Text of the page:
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EEE324 Digital Electronics Ian McCrumRoom 5B18, 02890366364 Lecture 4: Boolean Algebra.

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Presentation on theme: "EEE324 Digital Electronics Ian McCrumRoom 5B18, 02890366364 Lecture 4: Boolean Algebra."— Presentation transcript:

1 EEE324 Digital Electronics Ian McCrumRoom 5B18, 02890366364 Lecture 4: Boolean Algebra

2 a variable is a symbol, for example, used to represent a logical quantity, whose value can be 0 or 1. the complement of a variable is the inverse of a variable and is represented by an over bar, for example. a literal is a variable or the complement of a variable. Boolean Addition ( + ) is equivalent to the OR operation; if any of the inputs are 1 then the output is also 1. In Boolean algebra a sum term is a sum of literals. In a logic circuit a sum term is produced by an OR operation with no AND operations involved, for example. Boolean Multiplication ( * ) or (. ) Sometimes even the dot is left out. It is equivalent to the AND operation; if all of the inputs are 1 then the output is 1. In Boolean algebra a product term is the product of literals. In a logic circuit a product term is produced by an AND operation with no OR operations involved, for example.

3 The 3 Laws of Boolean Algebra the Commutative Laws the Associative Laws the Distributive Law

4 The 12 Rules of Boolean Algebra

5 DeMorgans’ Theorems In graphical terms, Theorem 1 says you can replace a NAND gate with an OR gate that has invertors at its input. Sometimes we draw schematics with the alternate form, you will meet both. (look in the quartus libraries at the BNOR and BNAND gates.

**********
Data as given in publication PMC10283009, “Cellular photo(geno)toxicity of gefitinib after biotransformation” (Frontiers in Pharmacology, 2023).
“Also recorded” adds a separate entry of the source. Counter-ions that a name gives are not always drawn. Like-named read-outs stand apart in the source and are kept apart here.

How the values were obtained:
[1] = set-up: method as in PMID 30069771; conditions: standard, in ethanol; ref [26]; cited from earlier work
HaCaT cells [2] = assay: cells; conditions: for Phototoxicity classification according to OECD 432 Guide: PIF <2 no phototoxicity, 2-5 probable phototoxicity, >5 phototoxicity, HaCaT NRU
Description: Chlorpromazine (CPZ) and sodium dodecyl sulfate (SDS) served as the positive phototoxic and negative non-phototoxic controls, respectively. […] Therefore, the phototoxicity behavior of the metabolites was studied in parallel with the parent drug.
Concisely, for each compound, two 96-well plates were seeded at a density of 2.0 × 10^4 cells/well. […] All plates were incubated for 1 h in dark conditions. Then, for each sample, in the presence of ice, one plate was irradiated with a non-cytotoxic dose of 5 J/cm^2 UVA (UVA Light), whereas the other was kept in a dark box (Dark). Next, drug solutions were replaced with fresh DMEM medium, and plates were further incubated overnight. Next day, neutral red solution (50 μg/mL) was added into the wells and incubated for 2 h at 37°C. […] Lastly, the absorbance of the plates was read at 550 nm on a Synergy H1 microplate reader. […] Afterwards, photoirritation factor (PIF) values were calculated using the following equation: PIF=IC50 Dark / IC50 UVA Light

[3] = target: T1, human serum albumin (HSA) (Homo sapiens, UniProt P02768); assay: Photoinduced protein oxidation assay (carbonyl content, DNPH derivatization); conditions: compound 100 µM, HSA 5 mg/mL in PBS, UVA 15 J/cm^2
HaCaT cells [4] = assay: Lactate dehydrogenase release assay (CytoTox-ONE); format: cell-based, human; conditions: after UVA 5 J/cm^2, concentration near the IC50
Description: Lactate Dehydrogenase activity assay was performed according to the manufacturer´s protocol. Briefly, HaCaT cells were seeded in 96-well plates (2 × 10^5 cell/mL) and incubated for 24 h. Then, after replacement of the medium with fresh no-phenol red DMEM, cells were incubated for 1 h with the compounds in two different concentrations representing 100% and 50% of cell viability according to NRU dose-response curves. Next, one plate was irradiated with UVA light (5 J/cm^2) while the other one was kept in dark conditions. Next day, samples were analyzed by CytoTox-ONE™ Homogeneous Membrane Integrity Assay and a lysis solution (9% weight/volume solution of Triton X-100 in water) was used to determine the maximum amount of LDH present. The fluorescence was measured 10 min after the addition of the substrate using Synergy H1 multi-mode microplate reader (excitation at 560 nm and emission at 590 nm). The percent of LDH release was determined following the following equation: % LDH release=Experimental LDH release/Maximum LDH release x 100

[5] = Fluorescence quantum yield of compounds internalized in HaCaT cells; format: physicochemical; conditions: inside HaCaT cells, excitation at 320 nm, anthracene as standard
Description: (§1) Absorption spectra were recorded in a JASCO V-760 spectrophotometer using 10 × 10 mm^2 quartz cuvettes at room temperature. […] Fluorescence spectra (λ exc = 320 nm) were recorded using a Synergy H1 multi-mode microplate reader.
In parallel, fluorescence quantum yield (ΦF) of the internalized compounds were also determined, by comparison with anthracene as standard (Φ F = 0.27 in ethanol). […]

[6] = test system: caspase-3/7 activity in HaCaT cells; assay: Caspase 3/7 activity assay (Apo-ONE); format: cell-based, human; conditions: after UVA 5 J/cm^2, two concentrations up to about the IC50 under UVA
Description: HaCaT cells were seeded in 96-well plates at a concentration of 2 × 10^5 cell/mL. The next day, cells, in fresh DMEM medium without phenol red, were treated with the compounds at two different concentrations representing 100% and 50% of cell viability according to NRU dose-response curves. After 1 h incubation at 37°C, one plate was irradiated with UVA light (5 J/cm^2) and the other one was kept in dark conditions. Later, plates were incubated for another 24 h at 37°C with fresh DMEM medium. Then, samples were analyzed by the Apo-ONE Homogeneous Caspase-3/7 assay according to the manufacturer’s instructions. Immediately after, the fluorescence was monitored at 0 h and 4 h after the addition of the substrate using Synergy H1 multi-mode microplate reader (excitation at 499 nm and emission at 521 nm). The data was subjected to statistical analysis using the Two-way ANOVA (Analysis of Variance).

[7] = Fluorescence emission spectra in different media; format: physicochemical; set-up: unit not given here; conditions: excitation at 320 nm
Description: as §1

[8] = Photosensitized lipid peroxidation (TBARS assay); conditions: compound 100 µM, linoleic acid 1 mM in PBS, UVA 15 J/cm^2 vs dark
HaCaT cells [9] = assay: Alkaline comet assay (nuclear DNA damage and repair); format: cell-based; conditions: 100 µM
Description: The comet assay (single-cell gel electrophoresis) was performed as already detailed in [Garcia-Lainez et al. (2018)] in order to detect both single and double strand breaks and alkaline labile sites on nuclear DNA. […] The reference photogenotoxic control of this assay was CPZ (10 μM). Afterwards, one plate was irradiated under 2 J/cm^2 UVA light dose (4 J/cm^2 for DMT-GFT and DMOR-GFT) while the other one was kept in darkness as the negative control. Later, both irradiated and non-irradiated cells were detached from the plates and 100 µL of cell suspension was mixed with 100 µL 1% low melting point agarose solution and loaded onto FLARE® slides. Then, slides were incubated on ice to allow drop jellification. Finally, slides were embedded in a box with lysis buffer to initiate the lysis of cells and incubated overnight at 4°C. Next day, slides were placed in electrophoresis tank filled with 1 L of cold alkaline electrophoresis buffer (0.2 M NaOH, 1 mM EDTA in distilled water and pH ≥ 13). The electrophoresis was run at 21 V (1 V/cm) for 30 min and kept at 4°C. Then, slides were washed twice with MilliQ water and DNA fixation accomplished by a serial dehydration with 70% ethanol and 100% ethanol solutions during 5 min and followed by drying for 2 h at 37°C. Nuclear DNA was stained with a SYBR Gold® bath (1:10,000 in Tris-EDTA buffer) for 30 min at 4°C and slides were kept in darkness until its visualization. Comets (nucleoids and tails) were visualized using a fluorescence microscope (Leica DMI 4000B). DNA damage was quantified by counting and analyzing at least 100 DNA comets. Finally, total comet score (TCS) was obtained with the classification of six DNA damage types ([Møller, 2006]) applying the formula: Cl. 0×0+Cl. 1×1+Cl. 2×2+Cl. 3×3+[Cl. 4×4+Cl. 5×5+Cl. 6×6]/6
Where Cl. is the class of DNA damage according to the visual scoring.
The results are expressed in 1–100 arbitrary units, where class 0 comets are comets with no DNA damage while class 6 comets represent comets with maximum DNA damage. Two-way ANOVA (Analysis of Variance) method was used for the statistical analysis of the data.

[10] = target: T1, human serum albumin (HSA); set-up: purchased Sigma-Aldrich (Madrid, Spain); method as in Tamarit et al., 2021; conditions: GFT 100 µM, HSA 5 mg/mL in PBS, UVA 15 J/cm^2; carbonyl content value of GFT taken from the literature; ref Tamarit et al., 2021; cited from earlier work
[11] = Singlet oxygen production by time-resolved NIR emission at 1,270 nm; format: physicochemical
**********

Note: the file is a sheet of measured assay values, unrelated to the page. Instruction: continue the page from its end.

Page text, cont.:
6 Simplification using Boolean Algebra Good designers make good designs; the “goodness” of a design can depend on many factors, Cost; but this can be related to silicon area, power consumption, number of gates, number of different gates, number of packages, number of connections, cost of test… A simple cost model might be 1p per input of gates with 2 or more inputs. (and 6 or 9p for storage devices, yet to be met)

7 Minimising Logic With the rules of boolean algebra we can convert one logical expression into another In practice we prefer two level AND-OR logic; this maps onto truth tables and algebraic expressions more naturally There are also advantages in terms of time delays and gates counts. However, if we have to fit a problem into a strange device we might need to refactor our expressions into an alternate form, for example Ferranti ULA devices only have NOR gates within them!

8 Example

9 Minimising using algebra

10 The Logic adjacency theorem Rather than using one of 3 rules and one of 12 identities we can avail of a theorem that says The logic adjacency theorem, correctly applied is all you need to guarantee a minimum solution is the logic adjacency theorem And of course you need to know the logic adjacency theorem. The phrase “correctly applied” is relevant when we have to apply the theorem multiple times and there is a choice as to which pair of terms to work on first; the order matters. For simple problems a graphical technique can show us all possible applications of the adjacency theorem; it helps us choose an optimum covering. If the problem is large then an exhaustive solution it impractical, near optimum results can be obtained by computer – the espresso software from Berkeley is a good example of this. (Quartus uses it)